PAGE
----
WASHINGTON — Comcast may yet get to buy Time Warner Cable.
Various Wall Street analysts have lowered the odds that No. 1 U.S. MSO Comcast’s purchase of No. 2 TWC will be consummated, but they’re still arguing that the $69 billion deal has a better-than-even chance of getting past the Justice Department and Federal Communications Commission.
The FCC’s decision to apply phone company-style Title II common-carrier regulations to broadband Internet-service providers could be a plus for the deal, though opponents last week were trying to make sure that decision did not provide any momentum.
Comcast faces a dual vetting challenge. The FCC and Justice Department are looking at the combination’s traditional cable- TV subscribers, though Comcast is spinning off systems to Charter Communications and the newly created GreatLand Connections to keep that tally below 30% of the national pay TV customer count.
As of year-end 2014, Comcast counted some 22.4 million video customers, while Time Warner Cable had 10.8 million pay TV subscribers. After the merger and the system swaps are done, the post-deal Comcast would have just under 30 million subscribers.
FOCUS ON BROADBAND
But likely even more important to an FCC focused on broadband and the power of ISPs over the Internet is the combined company’s share of the high-speed data market.
The FCC plans to change its statutory definition of what constitutes advanced telecommunications deployment, in terms of broadband speed, to a minimum of 25 Megabits per second downstream. This could penalize Comcast and Time Warner Cable for providing that high-speed service, as the companies would have a greater share of those subscribers than they did under the prior 4 Mbps benchmark.
But that might be a miscalculation, said Bernstein Research senior analyst Paul de Sa. While reducing the size of the high-speed market would increase the combined company’s share, de Sa said, it also means that Comcast-TWC would control fewer high-speed households.
“Comcast has a higher share of a smaller number of subscribers, reducing anticompetitive concerns,” de Sa said in a note to investors two weeks ago.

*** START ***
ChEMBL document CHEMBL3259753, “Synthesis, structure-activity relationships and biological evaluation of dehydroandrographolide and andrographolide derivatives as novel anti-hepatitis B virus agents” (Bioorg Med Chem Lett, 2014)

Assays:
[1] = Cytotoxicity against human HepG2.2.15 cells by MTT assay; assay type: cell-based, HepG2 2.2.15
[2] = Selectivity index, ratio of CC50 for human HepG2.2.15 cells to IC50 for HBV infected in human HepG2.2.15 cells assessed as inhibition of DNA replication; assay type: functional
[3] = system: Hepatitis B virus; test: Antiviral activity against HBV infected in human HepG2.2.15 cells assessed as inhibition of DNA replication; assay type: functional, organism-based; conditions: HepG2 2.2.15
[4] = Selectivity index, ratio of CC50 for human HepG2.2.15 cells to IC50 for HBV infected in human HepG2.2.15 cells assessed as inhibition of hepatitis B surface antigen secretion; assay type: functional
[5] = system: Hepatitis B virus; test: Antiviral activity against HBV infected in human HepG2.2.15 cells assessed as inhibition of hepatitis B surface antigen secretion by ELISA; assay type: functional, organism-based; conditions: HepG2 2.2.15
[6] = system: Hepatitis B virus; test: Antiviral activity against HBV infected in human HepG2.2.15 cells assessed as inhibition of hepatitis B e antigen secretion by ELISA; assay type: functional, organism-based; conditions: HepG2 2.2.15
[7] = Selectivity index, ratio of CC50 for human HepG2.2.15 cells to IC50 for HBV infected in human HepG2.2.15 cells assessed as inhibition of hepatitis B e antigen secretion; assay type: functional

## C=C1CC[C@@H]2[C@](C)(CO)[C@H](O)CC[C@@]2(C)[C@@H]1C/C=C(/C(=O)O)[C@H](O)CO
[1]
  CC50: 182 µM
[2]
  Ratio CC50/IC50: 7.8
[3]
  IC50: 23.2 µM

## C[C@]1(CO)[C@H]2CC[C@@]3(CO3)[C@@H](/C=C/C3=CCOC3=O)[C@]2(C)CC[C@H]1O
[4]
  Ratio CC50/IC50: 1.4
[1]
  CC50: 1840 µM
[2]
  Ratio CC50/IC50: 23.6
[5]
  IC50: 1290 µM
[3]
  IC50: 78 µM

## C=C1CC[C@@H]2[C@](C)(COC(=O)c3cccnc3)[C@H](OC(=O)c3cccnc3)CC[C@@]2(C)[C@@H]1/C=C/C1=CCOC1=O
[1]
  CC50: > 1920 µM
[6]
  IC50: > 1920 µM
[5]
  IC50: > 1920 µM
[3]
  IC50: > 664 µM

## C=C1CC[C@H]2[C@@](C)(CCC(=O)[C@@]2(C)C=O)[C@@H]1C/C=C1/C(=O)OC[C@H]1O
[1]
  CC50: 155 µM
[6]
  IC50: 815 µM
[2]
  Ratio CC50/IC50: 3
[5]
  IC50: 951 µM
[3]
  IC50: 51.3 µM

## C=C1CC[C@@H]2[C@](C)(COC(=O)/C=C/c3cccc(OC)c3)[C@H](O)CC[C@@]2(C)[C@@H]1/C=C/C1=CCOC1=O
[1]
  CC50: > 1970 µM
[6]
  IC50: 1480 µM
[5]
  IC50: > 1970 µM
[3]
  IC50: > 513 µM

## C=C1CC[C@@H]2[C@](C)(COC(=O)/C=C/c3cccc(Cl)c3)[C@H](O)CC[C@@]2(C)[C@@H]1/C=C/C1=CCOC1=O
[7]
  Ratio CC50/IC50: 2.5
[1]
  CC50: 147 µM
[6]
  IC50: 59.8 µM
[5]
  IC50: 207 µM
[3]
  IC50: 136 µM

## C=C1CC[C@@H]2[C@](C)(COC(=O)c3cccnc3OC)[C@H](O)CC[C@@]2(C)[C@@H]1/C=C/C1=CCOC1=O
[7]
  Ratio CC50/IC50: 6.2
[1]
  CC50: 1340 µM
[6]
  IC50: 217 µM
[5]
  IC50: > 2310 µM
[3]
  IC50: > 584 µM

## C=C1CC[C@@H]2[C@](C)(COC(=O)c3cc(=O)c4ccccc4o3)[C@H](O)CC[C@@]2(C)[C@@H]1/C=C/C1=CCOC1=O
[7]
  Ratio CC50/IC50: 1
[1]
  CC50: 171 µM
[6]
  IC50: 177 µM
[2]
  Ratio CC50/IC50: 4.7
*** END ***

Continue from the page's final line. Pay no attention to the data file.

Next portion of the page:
“While the FCC recently set a new number as an aspiration for advanced broadband (a number which over 90% of Comcast customers are already receiving), they’ve set different thresholds for different proceedings,” Comcast executive vice president David Cohen told Multichannel News in an email. “The market for broadband is local, not national, and that’s the way the FCC and the DOJ have looked at it in past transactions.
“Even if taken it as a national market, because TWC has so many fewer customers on higher speeds than we do, the percentage increase when the companies combine increases only 1%,” Cohen added.
Analyst Craig Moffett, who had laid the odds at 80-20 in favor of approval as recently as January, was down to 70-30 last month and now has deal approval at 60-40. That was partly due to the FCC’s decision to redefine high-speed Internet service at 25 Mbps, which he called “emblematic of a relatively anti-cable zeitgeist in Washington.”
Wheeler has singled out ISPs as the potential blocking and degrading link in the Internet chain, with the incentive and opportunity to discriminate against both consumers and edge providers.
The FCC could approve the Comcast-TWC deal with conditions that assured that its new Title II regulations would apply to the largest ISP regardless of whether the U.S. Court of Appeals for the D.C. Circuit might throw them out again.
In addition, as part of the proposed Title II regime, FCC chairman Tom Wheeler has proposed creating a new complaint regime for interconnection issues, such as over-the-top video provider Netflix’s longstanding complaint about having to pay for peering.
That regime could make the FCC more comfortable with allowing a Comcast-TWC combination, particularly given the aggressive stance assumed by Enforcement Bureau chief Travis LeBlanc, who would investigate those interconnection complaints.
TITLE II BOOST?
Bernstein’s de Sa said he sees Title II as a slightly net positive for the deal.
“[T]he new rules provide a basic framework for preventing discrimination by broadband providers against internet content,” he told clients. “In principle, therefore, if the rules work, post-merger Comcast will not be able to exploit the market power that opponents of the deal are concerned about.”
Whichever, Comcast’s Cohen suggests he hopes the Title II decision means the FCC can get moving on the deal.
“Now that the FCC has put in place industry wide rules on the Open Internet — which we’ll evaluate when we see the order — we expect they’ll turn to the pending transaction reviews, both ours and AT&TDirecTV,” Cohen said. “We continue to hope for regulatory approvals early this year.”
Not so fast said the Stop Mega Comcast Coalition, which last week circulated a white paper, “Net Neutrality Rules Are No Cure for Mega-Comcast.”
Comcast last month exercised an option to extend the deal’s breakup date to August.
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